Banking overhaul "depends on will"
Filed under: Scams & Fraud
Professor Bob Garratt, a corporate governance lecturer, believes there should be a comprehensive review into the scandal, but doubts political leaders will implement one.
Bank of England Governor Sir Mervyn King said there needed to be a "real change in culture" but stopped short of calling for a Leveson-style inquiry.
Asked if he thought a belt and braces inquiry was necessary, the visiting professor at Cass Business School in London said: "There is a need, but it's hugely controversial.
"That depends on the political will. But I don't think either David Cameron or the Chancellor have any political will. They are trying to defend the City of London, particularly against Europe."
Prof Garratt agreed with Sir Mervyn that a radical change in the banking sector was needed, and the investment side of the industry should mirror the high street banking model. "It certainly can change," he said.
The academic said the current crisis can learn from the policies of the late Lloyds chief executive Brian Pitman, who led a turnaround at the bank in the 1980s. "He was dead straight, and actually started a culture which took Lloyds to the top of British banking," he said. "So it can be done."
Explaining Pitman's ideas, he said: "Banking is very simple. In retail banking you need to know everyone who is looking for money, and never quite lend them as much as they want, and then watch them like hawks so you're always aware of what they are doing.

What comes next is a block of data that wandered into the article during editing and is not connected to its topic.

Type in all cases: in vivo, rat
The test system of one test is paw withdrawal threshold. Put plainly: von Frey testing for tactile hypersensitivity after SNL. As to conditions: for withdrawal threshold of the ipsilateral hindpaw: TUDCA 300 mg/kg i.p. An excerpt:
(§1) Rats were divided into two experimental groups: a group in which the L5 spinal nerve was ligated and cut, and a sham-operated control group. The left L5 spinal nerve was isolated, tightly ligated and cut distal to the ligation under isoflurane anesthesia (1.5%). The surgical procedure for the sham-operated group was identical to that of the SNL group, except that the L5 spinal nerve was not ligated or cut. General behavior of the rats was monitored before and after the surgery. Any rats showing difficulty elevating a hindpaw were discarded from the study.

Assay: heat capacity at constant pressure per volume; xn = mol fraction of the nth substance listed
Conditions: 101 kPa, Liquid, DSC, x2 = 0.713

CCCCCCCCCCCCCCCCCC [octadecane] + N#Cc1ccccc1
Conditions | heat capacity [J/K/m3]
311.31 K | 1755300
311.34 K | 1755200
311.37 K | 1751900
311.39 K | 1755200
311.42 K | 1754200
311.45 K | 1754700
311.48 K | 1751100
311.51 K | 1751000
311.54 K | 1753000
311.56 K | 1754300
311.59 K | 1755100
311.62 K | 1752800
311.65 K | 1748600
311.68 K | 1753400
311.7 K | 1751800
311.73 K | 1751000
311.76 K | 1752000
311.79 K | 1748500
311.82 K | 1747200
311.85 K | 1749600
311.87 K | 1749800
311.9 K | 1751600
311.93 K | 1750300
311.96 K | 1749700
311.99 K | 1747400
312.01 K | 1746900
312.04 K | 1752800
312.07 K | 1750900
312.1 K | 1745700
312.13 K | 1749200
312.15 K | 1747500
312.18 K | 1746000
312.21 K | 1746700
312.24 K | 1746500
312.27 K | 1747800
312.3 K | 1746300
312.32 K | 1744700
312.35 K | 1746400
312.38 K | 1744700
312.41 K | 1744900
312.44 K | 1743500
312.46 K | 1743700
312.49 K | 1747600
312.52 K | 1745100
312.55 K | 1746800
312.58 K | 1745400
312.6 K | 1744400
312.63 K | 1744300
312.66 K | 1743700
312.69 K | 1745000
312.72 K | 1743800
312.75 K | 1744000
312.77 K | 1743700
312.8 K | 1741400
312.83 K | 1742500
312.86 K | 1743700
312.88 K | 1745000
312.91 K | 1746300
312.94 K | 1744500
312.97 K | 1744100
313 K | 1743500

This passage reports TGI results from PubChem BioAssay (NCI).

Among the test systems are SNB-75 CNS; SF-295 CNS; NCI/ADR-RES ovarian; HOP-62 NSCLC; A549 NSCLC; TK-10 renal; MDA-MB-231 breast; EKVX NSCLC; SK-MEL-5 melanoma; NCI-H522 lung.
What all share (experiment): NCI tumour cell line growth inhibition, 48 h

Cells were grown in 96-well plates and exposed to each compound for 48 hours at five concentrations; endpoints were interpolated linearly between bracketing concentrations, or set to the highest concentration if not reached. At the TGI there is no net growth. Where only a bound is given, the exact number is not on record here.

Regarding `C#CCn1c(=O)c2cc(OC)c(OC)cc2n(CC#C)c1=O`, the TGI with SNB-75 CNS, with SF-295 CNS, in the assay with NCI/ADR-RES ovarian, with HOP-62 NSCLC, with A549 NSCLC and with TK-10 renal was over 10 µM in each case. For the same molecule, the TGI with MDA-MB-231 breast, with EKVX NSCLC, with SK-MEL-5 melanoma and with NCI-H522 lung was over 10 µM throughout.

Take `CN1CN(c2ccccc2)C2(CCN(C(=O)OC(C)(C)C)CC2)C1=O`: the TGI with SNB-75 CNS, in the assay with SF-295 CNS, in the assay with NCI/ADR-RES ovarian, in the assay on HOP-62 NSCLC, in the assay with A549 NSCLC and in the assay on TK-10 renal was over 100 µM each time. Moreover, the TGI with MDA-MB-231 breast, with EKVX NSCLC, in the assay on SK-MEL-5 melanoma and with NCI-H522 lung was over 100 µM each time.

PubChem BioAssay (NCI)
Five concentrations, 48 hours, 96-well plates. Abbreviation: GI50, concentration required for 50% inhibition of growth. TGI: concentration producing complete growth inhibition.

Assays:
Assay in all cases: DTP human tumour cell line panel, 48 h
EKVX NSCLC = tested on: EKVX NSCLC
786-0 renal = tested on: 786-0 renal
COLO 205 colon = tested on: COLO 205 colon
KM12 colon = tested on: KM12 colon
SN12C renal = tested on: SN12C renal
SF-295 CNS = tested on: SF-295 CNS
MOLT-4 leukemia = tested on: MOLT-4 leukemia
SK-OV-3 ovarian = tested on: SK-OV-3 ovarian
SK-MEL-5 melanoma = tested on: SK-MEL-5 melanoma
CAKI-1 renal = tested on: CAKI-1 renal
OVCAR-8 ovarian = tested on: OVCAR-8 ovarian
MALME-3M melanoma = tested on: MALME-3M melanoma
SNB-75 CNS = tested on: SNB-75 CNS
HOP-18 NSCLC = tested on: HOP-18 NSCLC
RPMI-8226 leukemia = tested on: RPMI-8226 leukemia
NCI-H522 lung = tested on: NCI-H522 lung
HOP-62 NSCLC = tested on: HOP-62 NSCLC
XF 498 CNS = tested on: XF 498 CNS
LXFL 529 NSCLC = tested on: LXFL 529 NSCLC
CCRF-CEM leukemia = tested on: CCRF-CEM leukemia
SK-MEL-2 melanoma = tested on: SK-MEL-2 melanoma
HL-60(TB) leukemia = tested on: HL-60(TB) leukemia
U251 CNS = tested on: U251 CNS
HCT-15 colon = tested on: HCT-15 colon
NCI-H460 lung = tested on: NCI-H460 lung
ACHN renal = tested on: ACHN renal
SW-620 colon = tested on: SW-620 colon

"Investment banking is also simple, really, if you only trade for your clients. Never trade for yourself. That way you keep out of most trouble."
Prof Garratt said it would take a number of years for the culture to change from top to bottom, but if new rules were put in place, change could be noticed within months.
"We know that deep culture comes from intended change. We can make intended change in a matter of months, but the deep culture takes a good few years. It can be overhauled."
The fundameatal culture needs to move from the toxic definition of recent years, that "investment culture is what we do when regulators aren't looking", Prof Garratt said.
Asked how the banking industry should be regulated, the expert said a structure involving the Financial Services Authority (FSA), the consumer regulator and the Bank of England was required, and they need to be strong and effective.
He said: "The regulatory system has not been very good but it is getting better. The good thing is that they (regulations) are getting put in place."